Friday, April 20, 2007

Gonzo goes to Congress

Fredo's testimony before Congress yesterday (if you can call saying "I can't recall" 74 times after preparing for five-plus hours a day for weeks "testimony") was quite the embarrassment. In any other universe, we would wonder why Alberto Gonzales still has a job (nevermind wondering why he was given the job in the first place). In Bush-world, however, it's just business as usual. Gonzales is the poster-boy for Bush administration incompetence and cronyism. These are the defining characteristics of the people Bush hires. It's a feature, not a bug. Just look at some of these clowns and the pattern is unmistakable:

  • George Bush himself:
    "As explained by Kevin Phillips in his book, American Dynasty: Aristocracy, Fortune, and the Politics of Deceit in the House of Bush, George W. Bush's businesses fail but he makes millions. Among Mr. Bush's business ventures:
    • Arbusto, an oil exploration company, lost money, but it got considerable investments (nearly $5 million) because even losing oil investments were useful as tax shelters.
    • Spectrum 7 Energy Corp. bought out Arbusto in 1984 and hired Mr. Bush to run the company's oil interests in Midland, Texas. The oil business collapsed as oil prices plummeted by 1986, and Spectrum 7 Energy was near failure.
    • Harken Energy acquired Mr. Bush's Spectrum 7 Energy shares, and he got Harken shares, a directorship, and a consulting arrangement in return. Harken, under Bush, brought in Saudi real estate tycoon Sheikh Abdullah Bakhsh as a board member and a major investor. Over the next few years, Harken would turn out to have links to: Saudi money, CIA-connected Filipinos, the Harvard Endowment, the emir of Bahrain, and the shadowy Bank of Credit and Commerce International. A 1991 internal SEC document suggested George W. Bush violated federal securities law at least 4 times in the late 1980s and early 1990s in selling Harken stock while serving as a director of Harken. This is essentially the same kind of activity that Martha Stewart is going to prison over. Except at the time of the investigation, Mr. Bush's father was president and the case was quietly dropped."
  • Donald Rumsfeld:
    "In sum, he has shown himself incompetent strategically, operationally and tactically, and is far more than anyone else responsible for what has happened to our important mission in Iraq."
  • Michael Brown:
    "From failed Republican congressional candidate to ousted "czar" of an Arabian horse association, there was little in Michael D. Brown's background to prepare him for the fury of Hurricane Katrina.

    But as the head of the Federal Emergency Management Agency, Brown now faces furious criticism of the federal response to the disaster that wiped out New Orleans and much of the Gulf Coast. He provoked some of it himself when he conceded that FEMA didn't know that thousands of refugees were trapped at New Orleans' convention center without food or water until officials heard it on the news.

    "He's done a hell of a job, because I'm not aware of any Arabian horses being killed in this storm," said Kate Hale, former Miami-Dade emergency management chief. "The world that this man operated in and the focus of this work does not in any way translate to this. He does not have the experience.""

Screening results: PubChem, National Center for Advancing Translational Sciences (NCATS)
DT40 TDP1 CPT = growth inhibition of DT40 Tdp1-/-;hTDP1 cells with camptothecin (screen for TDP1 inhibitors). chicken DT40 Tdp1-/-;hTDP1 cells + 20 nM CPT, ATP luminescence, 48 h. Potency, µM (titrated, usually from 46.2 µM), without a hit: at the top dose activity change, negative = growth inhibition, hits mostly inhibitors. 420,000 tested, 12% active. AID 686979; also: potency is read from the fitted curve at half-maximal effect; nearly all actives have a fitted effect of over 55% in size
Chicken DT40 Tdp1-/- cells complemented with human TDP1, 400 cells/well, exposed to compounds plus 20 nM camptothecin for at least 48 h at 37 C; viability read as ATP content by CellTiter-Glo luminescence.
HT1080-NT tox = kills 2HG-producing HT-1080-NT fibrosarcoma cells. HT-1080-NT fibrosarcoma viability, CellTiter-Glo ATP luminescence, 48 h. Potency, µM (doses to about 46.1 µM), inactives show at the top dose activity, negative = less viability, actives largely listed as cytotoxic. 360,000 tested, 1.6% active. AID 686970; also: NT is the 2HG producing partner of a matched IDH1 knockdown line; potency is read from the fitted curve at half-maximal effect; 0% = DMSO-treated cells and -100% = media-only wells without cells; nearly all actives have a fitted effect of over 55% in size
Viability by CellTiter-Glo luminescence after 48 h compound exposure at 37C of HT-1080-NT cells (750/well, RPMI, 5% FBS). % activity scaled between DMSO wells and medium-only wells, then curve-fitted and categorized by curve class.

• Harriet Miers:
    "MIERS ON THE CONSTITUTION....On her Senate questionnaire, Harriet Miers only took a stab at answering one question about her experience with constitutional law — and she blew it:
    At one point, Miers described her service on the Dallas City Council in 1989. When the city was sued for violating the Voting Rights Act, she said, the council "had to be sure to comply with the proportional representation requirement of the Equal Protection clause."

    But the Supreme Court repeatedly has said that the Constitution's guarantee of the "equal protection of the laws" does not mean that city councils or state legislatures must have enough minority members to match the proportion of blacks, Hispanics and Asians in the voting population.

    ....Stanford law professor Pamela Karlan...said she was surprised the White House did not check Miers' questionnaire before sending it to the Senate.

    "Are they trying to set her up? Any halfway competent junior lawyer could have checked the questionnaire and said it cannot go out like that. I find it shocking," she said."
  • Monica Goodling:
    "REGENT UNIVERSITY AND THE BUSH ADMINISTRATION. Monica Goodling, a top aide to Alberto Gonzales, graduated from Regent University School of Law in 1999 and started working for the DOJ around 2002, under the godly leadership of John Ashcroft. Her rise to the present position looks meteoric. How exactly Goodling acquired the necessary experience in such a few years remains a mystery to me. Several hours of Googling gave very little but hearsay."
  • Paul Wolfowitz
    "According to the Post today, a World Bank internal message board is full of anonymous, bitchy complaints about Wolfie. China hates him too, and we learned that through unauthorized leaks to Fox News. And since the rest of the Western World hates the corrupt bastard, they’re less likely to donate the money the World Bank needs to loan to developing nations.

    In other words, his brief tenure at the Bank has been a resounding, embarrassing failure."

The list goes on and on. If this weren't so serious, it would be hilarious. The only people who leave the Bush administration without being under a cloud of suspicion are the ones who are asked to resign for having the spine to express an opinion that differs from the official party line, or leave on their own when they decide that their integrity and ethics are more important than blind loyalty to George Bush.

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